Chadwick Boseman and Lupita Nyong’o
Lupita Nyong’o, along with other ‘Black Panther’ co-stars Michael B Jordan and Winston Duke, attended a private memorial for Chadwick Boseman in Malibu.
- Last Updated: September 9, 2020, 3:53 PM IST
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In a soul-stirring tribute to the late Chadwick Boseman, his “Black Panther” co-star Lupita Nyong’o remembered the actor as someone who possessed “immortal energy”.
Boseman died on August 28 following a four year-long secret battle with colon cancer. He was 43. He attained global stardom as T’Challa of fictitious African country Wakanda aka superhero Black Panther in the MCU films such as “Captain America: Civil War”, “Black Panther”, “Avengers: Infinity War” and “Avengers: Endgame”.
Nyong’o, one of Boseman’s colleagues who had not publicly reacted to his passing, shared a poignant note on Instagram as an attempt to “make sense” of the actor’s demise.
“I am struggling to think and speak about my friend, Chadwick Boseman, in the past tense. It doesn’t make sense. The news is a punch to my gut every morning,” she begins.
“I am aware that we are all mortal, but you come across some people in life that possess a immortal energy, that seem like they have existed before, that are exactly where they are supposed to always be – here! … that seem ageless…. Chadwick was one of those people,” she wrote on Tuesday.
The actor, who played Nakia, an undercover spy for Wakanda and T’Challa’s love interest in the 2018 blockbuster, said she was struck by Boseman’s “quiet powerful presence” when they started working on the film.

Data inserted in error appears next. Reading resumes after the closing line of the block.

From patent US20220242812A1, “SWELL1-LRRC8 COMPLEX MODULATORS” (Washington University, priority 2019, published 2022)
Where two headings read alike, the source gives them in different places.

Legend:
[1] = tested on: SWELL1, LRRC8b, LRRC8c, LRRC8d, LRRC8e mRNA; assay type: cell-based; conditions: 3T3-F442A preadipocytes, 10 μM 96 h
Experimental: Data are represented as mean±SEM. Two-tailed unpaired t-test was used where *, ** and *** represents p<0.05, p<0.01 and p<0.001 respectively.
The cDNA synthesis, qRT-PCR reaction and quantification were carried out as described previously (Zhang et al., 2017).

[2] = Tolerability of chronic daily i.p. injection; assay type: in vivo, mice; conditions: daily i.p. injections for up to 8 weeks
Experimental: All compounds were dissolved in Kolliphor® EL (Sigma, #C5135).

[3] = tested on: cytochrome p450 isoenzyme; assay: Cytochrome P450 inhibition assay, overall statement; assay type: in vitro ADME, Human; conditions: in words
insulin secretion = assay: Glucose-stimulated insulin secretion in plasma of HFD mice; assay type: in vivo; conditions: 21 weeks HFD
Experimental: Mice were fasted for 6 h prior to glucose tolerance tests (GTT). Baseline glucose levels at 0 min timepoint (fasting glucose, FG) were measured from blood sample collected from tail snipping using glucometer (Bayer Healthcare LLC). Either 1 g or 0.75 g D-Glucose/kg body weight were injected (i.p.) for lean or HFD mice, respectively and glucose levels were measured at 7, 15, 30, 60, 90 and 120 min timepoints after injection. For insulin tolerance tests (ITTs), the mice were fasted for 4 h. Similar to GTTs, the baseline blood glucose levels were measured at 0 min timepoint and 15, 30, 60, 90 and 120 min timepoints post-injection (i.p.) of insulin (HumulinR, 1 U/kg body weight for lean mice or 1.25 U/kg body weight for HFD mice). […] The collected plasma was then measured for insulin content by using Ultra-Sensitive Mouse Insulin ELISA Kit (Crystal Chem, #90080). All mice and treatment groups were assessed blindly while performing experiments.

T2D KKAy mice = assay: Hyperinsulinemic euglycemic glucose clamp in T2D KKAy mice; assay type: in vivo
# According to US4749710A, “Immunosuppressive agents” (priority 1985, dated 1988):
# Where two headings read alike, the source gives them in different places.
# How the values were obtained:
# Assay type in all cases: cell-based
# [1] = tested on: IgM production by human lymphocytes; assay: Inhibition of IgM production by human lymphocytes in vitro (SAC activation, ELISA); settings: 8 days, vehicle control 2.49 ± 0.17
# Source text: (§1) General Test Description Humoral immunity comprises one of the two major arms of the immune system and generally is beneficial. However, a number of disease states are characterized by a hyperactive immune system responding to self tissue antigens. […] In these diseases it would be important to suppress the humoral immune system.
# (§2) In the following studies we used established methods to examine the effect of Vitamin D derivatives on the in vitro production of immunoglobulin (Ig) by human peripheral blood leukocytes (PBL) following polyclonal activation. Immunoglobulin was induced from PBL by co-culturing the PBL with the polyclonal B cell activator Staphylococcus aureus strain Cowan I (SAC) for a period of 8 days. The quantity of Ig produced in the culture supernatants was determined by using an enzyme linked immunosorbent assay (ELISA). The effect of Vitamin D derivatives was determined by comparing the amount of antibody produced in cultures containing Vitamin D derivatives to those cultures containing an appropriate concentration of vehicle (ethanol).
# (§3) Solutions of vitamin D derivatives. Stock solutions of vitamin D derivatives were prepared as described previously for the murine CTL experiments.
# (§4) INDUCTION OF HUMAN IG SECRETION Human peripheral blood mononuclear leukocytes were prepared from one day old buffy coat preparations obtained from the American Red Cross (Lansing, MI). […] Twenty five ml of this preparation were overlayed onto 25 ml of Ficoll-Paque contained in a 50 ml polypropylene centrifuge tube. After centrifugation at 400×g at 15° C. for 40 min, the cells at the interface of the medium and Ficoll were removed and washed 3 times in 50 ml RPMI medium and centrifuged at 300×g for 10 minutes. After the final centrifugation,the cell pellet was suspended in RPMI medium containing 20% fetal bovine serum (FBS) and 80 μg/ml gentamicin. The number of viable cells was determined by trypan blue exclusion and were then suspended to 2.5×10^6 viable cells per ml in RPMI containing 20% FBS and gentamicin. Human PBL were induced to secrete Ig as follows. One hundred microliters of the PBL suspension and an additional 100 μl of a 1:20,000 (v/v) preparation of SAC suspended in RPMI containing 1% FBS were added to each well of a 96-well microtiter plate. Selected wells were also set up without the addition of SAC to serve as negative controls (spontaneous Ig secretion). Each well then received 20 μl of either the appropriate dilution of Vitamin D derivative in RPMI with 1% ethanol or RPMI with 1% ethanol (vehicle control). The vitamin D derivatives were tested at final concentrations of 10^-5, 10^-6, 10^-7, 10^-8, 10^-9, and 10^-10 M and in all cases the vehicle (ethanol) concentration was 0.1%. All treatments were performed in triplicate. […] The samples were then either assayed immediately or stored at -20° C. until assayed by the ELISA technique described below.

“Chadwick was a man who made the most of his time, and somehow also managed to take his time. You got the sense that he was fully present and also somehow fully aware of things in the distant future. As a result, I noticed that Chadwick never seemed rushed! He commanded his time with ease…”
Nyong’o said Boseman, who led “Black Panther” as the first MCU film with a predominantly black cast, was capable enough to shoulder the movie that went on to break new ground both in pop culture and at award shows for celebrating black identity.
“Black Panther” was a major hit for Disney-owned Marvel Studios, grossing over USD 1.3 billion in worldwide gross and becoming the first superhero film to be nominated for the best picture at Oscars. The film took home three trophies for original score, costume design and production design.
“Chadwick’s hands were strong enough to carry the weight of the film and free enough to clasp mine when I needed it… I think he understood the power of words and chose to manifest power through his word. He used his mouth to build, to edify, never to break,” she added.
From doing his own stunts, drumming at his own parties to mastering martial arts, Nyong’o said Boseman “took the risk to be alive, fully alive”.
“So it seems that it was life that gave up on Chadwick long before Chadwick gave up on life.”
Before “Black Panther”, Boseman made a name for himself by playing iconic black historical figures like baseball star Jackie Robinson in “42” (2013), singer-songwriter James Brown in “Get on Up” (2014) and the first African-American Supreme Court Justice Thurgood Marshall in “Marshall” (2017).
Nyong’o said the late actor “activated” black pride.
“He cared so deeply about humanity, about Black people, about his people… By pushing through and working with such high purpose in the films he chose to commit to, Chadwick has made the infinite his home,” she said.
“His power lives on and will reverberate for generations to come,” she added.
Nyong’o, along with other “Black Panther” co-stars Michael B Jordan and Winston Duke, attended a private memorial for Boseman in Malibu.